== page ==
Flying Lotus, Until the Quiet Comes
Both reflective and madcap
What was Flying Lotus supposed to do, twist our synapses till they turned blue every single time out? Please – not even Hendrix could have done that. British DJ Mary Anne Hobbs may have declared FlyLo Jimi’s modern equivalent, but Until the Quiet Comes, his fourth album, plays like something Jimi didn’t get to stay around and make: both reflective and madcap, full of details scurrying in the margins. Take “Tiny Tortures,” which rides a near-subcutaneous bass pulse, twitchy, subtle clicks and clacks, ruminative jazz guitar flecks and flurries. Is it fusion? Maybe, but it doesn’t show off the way most fusion does – it’s too busy sneaking up on you.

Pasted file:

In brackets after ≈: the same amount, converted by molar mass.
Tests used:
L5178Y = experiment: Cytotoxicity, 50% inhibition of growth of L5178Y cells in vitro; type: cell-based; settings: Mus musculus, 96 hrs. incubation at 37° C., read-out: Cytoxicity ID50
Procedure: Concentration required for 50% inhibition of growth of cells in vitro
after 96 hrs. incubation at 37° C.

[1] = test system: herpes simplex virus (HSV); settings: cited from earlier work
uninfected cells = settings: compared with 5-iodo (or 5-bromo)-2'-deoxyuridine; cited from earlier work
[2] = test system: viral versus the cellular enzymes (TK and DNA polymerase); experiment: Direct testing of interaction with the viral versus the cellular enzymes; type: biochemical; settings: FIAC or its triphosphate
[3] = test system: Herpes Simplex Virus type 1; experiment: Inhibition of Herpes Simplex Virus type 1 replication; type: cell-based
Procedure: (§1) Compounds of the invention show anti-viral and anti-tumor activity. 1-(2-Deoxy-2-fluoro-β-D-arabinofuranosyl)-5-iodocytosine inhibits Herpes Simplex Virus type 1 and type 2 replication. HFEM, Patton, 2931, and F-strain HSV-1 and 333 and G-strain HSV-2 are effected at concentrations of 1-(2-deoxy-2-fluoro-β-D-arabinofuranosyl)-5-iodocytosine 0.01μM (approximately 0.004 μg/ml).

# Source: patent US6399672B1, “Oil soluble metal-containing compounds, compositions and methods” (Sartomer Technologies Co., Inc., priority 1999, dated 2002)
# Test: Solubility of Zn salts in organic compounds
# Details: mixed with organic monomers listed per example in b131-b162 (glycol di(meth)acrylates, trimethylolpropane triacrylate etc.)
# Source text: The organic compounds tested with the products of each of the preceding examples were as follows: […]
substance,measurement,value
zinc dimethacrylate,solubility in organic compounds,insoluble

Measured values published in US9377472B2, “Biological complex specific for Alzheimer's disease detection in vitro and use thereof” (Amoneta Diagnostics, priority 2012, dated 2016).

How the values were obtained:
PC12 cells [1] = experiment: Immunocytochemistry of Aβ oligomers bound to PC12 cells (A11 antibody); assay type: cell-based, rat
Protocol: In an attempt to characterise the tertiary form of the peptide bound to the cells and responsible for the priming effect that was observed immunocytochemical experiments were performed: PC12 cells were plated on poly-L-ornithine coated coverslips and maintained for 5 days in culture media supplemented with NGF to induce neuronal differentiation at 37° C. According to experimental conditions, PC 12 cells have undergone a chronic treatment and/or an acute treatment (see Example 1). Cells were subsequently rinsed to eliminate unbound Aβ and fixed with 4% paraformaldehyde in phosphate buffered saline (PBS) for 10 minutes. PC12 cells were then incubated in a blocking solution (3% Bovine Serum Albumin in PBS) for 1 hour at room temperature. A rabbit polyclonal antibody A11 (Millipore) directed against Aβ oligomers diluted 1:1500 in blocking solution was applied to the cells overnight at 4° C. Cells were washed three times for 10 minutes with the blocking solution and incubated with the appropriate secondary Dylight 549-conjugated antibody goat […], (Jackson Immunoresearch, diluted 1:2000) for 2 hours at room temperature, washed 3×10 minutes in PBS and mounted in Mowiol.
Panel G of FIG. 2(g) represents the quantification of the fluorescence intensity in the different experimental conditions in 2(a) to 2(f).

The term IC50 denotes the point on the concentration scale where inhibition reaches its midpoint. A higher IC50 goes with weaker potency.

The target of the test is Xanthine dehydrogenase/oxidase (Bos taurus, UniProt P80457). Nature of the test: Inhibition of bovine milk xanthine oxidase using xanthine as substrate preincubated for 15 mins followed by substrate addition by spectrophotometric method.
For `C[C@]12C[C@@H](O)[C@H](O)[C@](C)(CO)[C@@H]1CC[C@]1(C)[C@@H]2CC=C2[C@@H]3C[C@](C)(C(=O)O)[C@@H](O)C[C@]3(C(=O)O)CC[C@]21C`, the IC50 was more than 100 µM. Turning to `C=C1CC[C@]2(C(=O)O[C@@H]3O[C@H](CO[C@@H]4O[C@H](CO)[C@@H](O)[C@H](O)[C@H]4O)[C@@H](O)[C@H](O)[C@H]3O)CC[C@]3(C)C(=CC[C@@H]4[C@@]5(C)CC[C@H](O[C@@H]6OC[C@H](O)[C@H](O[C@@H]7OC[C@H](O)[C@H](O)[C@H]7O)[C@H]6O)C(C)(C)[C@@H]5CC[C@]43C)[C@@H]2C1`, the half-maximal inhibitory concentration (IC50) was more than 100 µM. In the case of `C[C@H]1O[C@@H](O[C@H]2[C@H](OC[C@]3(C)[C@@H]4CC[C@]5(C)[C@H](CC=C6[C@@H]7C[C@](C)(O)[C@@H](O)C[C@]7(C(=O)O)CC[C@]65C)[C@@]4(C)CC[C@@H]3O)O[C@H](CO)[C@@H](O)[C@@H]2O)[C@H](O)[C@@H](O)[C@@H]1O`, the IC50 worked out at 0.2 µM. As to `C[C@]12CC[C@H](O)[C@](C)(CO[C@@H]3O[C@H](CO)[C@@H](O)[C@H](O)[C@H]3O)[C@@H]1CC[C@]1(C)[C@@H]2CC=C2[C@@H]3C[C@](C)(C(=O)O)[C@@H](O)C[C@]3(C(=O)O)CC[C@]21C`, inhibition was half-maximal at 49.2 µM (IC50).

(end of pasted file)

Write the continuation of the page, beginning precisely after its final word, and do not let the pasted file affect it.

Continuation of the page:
Seventies cosmic jazz has always been a FlyLo touchstone, and his forays into it can feel ponderous, such as on the brief “DMT Song,” on which Thundercat’s vocals are echoed into gauze over glittery electric piano and twisting double bass. But mostly he’s impish, as is evident even on broader-stroked tracks such as the overtly daffy “Pretty Boy Strut,” where a walking bass line meets cartoon-voiced keyboards and insistent electro-handclaps. There are fewer giant flourishes of the sort that marked 2008′s Los Angeles or 2010′s Cosmogramma, though. Even the big guest starsâ€”Erykah Badu on the circularly rhythmic “See Thru to U,” Radiohead’s Thom Yorke on the dense whorl of “Electric Candyman” – are ingredients he stirs into the mix with impunity. As always, the signature is FlyLo’s alone.